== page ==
Unlike these infamous stories that have now become legendary, this fight was apparently, not so one sided for Bruce and as yet, still surrounded by mystery and still not officially confirmed.
According to Woody – Bruce was in between shots and was challenged by a fairly experienced Muay Thai Fighter that was a local champion and who worked on the Thai production stunt team. Legend has it, that an informal session ensued between Bruce and the Muay Thai champion which (surprise, surprise) got a little heated. In the exchange Bruce may have been caught with some low-line shin kicks to his legs. The film’s director Lo Wei, may have even seen this match along with the extras and countless Thai local that seemed to be always wondering around on set, but no one really knows for sure.
This is purely speculation, but from the other research and Woody’s explanation this seems to be the most recurring narrative. Woody, who did not witness the fight himself, but was apparently told to him by an old relative many years later after Bruce had died. My impressions of this story is that it could be one of two elements. Firstly, its simply a fake story by a Muay Thai boxer who wanted to get some notoriety for himself and his camp after Bruce became world renowned.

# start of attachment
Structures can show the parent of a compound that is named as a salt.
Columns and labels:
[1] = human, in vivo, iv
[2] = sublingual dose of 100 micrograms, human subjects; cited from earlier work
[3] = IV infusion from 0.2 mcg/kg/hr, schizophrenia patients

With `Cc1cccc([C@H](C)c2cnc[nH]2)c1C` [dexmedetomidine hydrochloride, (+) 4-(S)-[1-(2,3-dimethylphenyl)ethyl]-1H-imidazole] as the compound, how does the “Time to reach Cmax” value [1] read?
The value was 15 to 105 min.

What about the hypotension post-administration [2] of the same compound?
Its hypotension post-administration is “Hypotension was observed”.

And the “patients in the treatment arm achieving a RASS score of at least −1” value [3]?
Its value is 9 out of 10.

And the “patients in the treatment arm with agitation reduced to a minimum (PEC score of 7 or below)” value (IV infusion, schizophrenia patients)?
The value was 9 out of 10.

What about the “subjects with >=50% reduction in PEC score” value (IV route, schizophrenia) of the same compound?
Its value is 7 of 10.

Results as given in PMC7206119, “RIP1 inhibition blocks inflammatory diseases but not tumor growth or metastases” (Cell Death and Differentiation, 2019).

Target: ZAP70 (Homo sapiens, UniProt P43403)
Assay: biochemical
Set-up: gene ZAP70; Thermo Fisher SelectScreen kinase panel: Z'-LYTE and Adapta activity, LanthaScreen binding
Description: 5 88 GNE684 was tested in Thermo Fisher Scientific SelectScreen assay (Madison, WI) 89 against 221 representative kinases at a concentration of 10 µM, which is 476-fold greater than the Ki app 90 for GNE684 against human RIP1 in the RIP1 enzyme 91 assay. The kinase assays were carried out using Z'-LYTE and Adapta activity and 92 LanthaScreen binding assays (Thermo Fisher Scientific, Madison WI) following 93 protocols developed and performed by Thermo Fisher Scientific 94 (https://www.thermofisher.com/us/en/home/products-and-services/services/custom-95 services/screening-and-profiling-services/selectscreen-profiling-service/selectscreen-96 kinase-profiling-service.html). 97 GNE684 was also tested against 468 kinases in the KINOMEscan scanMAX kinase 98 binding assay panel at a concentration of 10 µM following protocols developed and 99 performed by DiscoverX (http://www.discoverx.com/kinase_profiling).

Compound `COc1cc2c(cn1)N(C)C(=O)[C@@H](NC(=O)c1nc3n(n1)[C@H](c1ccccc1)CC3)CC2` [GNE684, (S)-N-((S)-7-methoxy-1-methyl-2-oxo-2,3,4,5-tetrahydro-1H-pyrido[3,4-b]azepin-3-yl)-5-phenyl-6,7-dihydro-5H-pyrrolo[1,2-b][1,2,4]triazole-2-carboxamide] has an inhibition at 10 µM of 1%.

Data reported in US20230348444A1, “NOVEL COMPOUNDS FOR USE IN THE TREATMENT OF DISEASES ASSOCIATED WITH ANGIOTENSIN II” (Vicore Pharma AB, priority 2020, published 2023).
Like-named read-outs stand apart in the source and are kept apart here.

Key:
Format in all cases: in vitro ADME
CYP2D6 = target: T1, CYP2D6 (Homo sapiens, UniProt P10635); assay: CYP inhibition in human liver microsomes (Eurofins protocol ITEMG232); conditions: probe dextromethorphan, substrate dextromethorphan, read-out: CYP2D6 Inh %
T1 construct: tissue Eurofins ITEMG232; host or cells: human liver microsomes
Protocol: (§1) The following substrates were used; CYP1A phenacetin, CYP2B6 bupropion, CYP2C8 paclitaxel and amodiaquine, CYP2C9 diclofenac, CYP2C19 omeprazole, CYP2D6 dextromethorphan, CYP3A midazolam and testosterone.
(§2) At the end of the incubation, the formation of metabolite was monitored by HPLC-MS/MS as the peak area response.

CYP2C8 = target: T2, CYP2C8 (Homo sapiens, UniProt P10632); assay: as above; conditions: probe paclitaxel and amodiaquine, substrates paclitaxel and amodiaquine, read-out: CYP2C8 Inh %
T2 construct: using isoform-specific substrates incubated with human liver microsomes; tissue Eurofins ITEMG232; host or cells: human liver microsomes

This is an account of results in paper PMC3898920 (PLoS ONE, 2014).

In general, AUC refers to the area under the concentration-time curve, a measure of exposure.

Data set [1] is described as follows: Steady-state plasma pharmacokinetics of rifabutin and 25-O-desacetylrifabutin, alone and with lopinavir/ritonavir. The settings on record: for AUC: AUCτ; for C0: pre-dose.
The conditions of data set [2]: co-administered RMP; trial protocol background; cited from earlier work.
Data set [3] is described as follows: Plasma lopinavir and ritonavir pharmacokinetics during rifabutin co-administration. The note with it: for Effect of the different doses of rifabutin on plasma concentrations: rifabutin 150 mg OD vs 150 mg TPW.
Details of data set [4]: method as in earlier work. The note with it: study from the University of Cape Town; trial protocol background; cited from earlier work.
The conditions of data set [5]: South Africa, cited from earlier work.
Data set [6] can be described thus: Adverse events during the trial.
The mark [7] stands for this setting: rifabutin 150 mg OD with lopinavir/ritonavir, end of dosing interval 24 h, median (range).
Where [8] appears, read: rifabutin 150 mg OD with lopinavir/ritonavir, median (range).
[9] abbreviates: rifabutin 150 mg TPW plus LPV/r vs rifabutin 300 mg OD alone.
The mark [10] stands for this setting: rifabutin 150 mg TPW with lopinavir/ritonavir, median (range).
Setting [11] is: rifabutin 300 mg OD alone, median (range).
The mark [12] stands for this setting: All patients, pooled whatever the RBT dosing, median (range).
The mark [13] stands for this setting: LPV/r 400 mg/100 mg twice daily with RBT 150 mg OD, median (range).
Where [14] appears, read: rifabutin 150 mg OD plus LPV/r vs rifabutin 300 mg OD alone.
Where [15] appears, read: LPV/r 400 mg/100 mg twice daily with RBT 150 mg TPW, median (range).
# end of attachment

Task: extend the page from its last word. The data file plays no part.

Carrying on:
Alternatively, if it did happen and Bruce was playing along with the Muay Thai boxer who maybe got away with a few cheeky low-line shin kicks on Bruce, but ultimately, had to stop for the sake of the film. It has also been remarked that the on set Thai’s who did not care who Bruce Lee was and just wanted to make some money by betting on the Thai to see if he could kick Bruce. It’s also rumored that Bruce found the Thai’s difficult and unprofessional to work with.
Their filming methods, people walking on set, interruptions, talking while filming and disagreements with director Lo Wei, all took its toll. Guru Dan Inosanto has been asked about this incident and said that Bruce never talked about it, so Dan just assumed that it never happens. That said, there is indeed an insightful conversation between Bruce and Dan Lee which includes a reference to the Thai’s and coincidentally, Dan Lee does indeed pick-up on the very same element that Woody mentioned; Kicking or more specifically, those destructive, low-line shin kicks to the opponent’s thighs.